The doctor continued providing treatment to patients at his private clinic and also celebrated the birth of his new child at home with friends and family. Eventually he grew so sick he had to be taken to the hospital. He didn't tell the staff that he had provided treatment to a patient with Ebola. He also allowed members of his church to place their hands on him during a healing ritual.
Enemuo died on August 22, but not before infecting his wife, his younger sister and an elderly patient at the hospital where he had been treated. The patient has also since died. "We're very concerned," says Bernhard Fleischer, an expert at the Bernhard Nocht Institute for Tropical Medicine in Hamburg, the largest research facility of its type in Germany.
Are Official Ebola Estimates too Low?
The situation is already bad enough in the other countries that have been hit by the disease, including Sierra Leone, Liberia and Guinea. Now WHO officials have conceded that the official count of 4,000 Ebola cases and 2,100 deaths is likely far too low.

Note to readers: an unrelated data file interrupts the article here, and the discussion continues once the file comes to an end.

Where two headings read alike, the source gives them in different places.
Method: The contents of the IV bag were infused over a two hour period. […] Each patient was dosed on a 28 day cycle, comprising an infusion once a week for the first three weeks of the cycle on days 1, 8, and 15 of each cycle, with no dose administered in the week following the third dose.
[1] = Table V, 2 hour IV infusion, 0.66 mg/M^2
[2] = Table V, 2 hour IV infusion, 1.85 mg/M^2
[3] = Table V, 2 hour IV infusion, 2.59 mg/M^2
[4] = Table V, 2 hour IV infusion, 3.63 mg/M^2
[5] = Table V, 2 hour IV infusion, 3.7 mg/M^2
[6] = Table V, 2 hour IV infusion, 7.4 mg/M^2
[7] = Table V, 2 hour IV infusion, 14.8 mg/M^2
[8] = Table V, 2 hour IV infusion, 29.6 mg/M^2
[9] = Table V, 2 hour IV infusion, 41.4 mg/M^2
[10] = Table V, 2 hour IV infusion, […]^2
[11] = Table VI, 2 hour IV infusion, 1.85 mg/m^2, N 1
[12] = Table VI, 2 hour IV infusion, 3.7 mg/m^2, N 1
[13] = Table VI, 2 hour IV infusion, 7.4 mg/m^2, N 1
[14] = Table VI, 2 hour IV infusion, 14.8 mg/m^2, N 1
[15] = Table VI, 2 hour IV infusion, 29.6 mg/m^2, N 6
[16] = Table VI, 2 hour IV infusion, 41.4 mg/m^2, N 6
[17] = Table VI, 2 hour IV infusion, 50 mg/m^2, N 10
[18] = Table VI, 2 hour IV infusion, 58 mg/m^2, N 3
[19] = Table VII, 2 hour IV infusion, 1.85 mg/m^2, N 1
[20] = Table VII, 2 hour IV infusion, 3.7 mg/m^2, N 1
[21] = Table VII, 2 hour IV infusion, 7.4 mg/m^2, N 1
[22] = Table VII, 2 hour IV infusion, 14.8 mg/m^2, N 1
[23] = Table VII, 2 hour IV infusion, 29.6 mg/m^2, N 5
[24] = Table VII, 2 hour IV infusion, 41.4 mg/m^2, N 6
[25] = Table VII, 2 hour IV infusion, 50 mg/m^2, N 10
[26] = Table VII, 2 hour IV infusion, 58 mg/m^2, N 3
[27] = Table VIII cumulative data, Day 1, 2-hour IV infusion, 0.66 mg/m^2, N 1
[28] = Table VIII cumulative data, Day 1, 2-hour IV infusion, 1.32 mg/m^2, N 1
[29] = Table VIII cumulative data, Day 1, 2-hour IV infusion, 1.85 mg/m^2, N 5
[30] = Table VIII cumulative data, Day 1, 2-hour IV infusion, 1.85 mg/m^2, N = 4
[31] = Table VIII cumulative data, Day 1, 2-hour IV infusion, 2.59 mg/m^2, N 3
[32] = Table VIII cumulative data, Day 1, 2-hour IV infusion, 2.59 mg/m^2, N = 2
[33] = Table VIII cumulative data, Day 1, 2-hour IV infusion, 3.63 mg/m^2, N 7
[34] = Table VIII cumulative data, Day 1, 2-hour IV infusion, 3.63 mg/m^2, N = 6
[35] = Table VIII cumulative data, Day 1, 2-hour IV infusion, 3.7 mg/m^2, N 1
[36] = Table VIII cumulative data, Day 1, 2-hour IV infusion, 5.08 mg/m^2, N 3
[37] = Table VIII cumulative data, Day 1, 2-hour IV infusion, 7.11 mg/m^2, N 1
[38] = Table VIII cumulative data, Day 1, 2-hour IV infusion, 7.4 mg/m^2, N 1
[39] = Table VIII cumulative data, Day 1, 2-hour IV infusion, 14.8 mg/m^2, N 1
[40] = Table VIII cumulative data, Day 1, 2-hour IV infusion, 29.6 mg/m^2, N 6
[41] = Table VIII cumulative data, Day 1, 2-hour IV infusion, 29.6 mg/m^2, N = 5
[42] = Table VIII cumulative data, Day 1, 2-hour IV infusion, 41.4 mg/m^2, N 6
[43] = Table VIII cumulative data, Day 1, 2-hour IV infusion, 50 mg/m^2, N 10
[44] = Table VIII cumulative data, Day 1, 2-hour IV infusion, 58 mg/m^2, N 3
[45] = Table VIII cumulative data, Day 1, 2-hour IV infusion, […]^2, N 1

Some 200 experts from around the world gathered in Geneva last week for a conference on Ebola organized by WHO. At the meeting, they concluded it would take until November before the first vaccine or medicines for treating Ebola can be delivered and administered as part of studies in the affected regions.
"Six months into the worst Ebola epidemic in history, the world is losing the battle to contain it," Liu said in a speech to the United Nations last week. UN Secretary-General Ban Ki-moon himself chimed in on Friday, saying it was an "international rescue call" for the global community.
A Closing Window of Opportunity
Liu and virtually all disease control experts agree that the only thing that can be done is for industrialized nations to intervene directly to halt the spread. "There is a window of opportunity to tamp this down, but that window is closing," says Tom Frieden the director of the Centers for Disease Control in the United States. "We know how to stop Ebola. The challenge is to scale up to the massive levels needed to stop this outbreak."